Reversing a Bush administration decision, U.S. Environmental Protection Agency Administrator Lisa P. Jackson today announced the agency would develop a regulation for perchlorate, a chemical that may impact thyroid function. Monitoring data show more than 4 percent of public water systems have detected perchlorate and between 5 million and 17 million people may be served drinking water containing perchlorate. The agency is also establishing a drinking water standard to address up to 16 toxic chemicals, includes trichloroethylene (TCE) and tetrachloroethylene (PCE) as well as contaminants discharged from industrial operations, that may pose human health risks.
“Clean water is critical to the health and prosperity of every American community and a fundamental concern to every American family,” Jackson said. “EPA is hard at work on innovative ways to improve protections for the water we drink and give to our children, and the development of these improved standards is an important step forward. Our decisions are based on extensive review of the best available science and the health needs of the American people.”
Read more: http://www.motherearthnews.com/natural-home-living/epa-to-regulate-perchlorate-and-toxic-chemicals-in-drinking-water.aspx#ixzz1D5UWRkBZ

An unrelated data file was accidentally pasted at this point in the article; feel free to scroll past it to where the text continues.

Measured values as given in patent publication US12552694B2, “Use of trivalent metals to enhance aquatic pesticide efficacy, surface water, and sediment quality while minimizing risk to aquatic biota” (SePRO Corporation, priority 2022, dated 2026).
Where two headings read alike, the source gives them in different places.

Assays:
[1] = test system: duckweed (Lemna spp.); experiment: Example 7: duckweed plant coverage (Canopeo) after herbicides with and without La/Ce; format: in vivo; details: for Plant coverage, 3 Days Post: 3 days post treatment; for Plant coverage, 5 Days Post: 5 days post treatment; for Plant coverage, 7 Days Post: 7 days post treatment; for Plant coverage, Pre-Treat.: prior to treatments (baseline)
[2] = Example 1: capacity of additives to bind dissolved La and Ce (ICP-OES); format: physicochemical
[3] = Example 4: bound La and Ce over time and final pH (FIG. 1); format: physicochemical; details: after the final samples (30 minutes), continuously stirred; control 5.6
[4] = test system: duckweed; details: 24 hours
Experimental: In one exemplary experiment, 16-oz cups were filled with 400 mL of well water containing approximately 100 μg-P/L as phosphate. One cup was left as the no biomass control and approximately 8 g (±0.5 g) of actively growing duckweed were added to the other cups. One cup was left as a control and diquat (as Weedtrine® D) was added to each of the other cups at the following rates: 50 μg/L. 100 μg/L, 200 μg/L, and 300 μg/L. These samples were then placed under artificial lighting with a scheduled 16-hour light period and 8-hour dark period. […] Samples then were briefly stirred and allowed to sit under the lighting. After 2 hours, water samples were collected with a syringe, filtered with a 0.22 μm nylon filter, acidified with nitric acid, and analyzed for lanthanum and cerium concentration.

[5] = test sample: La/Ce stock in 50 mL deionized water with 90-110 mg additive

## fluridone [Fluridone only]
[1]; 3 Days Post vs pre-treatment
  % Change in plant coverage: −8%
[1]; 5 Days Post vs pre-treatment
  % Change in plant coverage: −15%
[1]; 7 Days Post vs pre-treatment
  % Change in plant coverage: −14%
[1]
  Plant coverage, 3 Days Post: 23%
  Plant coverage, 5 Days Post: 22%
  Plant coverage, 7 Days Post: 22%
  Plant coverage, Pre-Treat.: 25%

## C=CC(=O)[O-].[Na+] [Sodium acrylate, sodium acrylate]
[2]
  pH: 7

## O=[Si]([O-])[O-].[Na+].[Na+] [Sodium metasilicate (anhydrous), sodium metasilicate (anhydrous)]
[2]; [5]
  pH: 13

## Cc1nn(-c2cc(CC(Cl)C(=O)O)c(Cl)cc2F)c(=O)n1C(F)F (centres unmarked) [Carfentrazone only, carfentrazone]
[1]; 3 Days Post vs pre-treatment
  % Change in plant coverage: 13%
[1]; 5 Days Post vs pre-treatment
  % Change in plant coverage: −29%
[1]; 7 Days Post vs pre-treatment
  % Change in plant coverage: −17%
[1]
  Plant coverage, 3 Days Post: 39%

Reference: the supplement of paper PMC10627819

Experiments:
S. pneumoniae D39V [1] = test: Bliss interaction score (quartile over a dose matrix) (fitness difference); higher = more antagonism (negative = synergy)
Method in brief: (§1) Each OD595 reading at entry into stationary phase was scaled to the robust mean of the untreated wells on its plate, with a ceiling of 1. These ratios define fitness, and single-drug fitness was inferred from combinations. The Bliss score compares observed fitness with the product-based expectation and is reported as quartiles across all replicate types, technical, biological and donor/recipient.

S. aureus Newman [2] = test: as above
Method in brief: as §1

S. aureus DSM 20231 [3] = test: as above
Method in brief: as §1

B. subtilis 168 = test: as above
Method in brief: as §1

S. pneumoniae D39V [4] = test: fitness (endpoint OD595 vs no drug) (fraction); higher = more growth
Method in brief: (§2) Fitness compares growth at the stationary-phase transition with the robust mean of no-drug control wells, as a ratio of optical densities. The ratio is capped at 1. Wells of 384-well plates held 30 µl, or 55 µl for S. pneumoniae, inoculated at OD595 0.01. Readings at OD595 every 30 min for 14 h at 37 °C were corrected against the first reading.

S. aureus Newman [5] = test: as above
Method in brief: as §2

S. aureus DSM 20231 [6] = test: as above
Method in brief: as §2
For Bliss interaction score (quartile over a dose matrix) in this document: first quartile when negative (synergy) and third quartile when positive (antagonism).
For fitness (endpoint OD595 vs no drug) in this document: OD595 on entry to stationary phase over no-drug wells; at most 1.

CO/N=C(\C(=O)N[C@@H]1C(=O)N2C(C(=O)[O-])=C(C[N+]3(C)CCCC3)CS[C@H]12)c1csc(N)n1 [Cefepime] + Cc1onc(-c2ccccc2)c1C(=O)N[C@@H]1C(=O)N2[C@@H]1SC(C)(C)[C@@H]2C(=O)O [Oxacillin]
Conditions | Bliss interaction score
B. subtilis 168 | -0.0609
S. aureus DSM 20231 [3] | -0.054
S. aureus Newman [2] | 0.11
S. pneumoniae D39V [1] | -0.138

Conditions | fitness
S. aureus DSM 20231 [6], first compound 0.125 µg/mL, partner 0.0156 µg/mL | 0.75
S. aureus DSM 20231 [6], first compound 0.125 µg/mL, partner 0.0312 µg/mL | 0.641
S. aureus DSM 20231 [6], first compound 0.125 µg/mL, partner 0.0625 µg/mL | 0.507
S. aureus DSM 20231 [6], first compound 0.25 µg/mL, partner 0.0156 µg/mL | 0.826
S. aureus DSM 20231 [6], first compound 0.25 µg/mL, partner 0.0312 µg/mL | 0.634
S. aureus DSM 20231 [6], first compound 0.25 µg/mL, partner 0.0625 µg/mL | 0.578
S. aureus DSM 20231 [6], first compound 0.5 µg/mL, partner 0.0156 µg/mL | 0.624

Answer by Carpy at 8:44 AM on Feb. 5, 2011
Bush didn't support teh EPA's regulation of perchlorate because it is a NATURALLY OCCURRING element!! I can see where MAN-MADE perchlorate SHOULD be properly contained/disposed of, but certain areas of the United States are simply prone to the NATURALLY occurring element--coincidentally in the same region where the highest concentrations have been found!
"We show that perchlorate is readily formed by a variety of simulated atmospheric processes. For example, it is formed from chloride aerosol by electrical discharge and by exposing aqueous chloride to high concentrations of ozone. We report that perchlorate is present in many rain and snow samples. This strongly suggests that some perchlorate is formed in the atmosphere and a natural perchlorate background of atmospheric origin should exist."
Answer by LoriKeet at 8:47 AM on Feb. 5, 2011
Answer by Carpy at 8:58 AM on Feb. 5, 2011
Answer by Farmlady09 at 9:23 AM on Feb. 5, 2011
I think it's important to check for and regulate chemicals in our water. Just because something is naturally occurring doesn't mean that through runoff from industries (whose regulations were relaxed under the Bush Administration as well) isn't adding to those levels. I think subsidizing big oil companies and waging war in foreign countries are bigger wastes of money than ensuring the safety of our water supplies.
Answer by jsbenkert at 9:56 AM on Feb. 5, 2011
Answer by Carpy at 10:15 AM on Feb. 5, 2011
Answer by Carpy at 10:18 AM on Feb. 5, 2011
Answer by itsmesteph11 at 10:18 AM on Feb. 5, 2011
Answer by derosia_mama at 10:22 AM on Feb. 5, 2011
Answer by jesse123456 at 10:23 AM on Feb. 5, 2011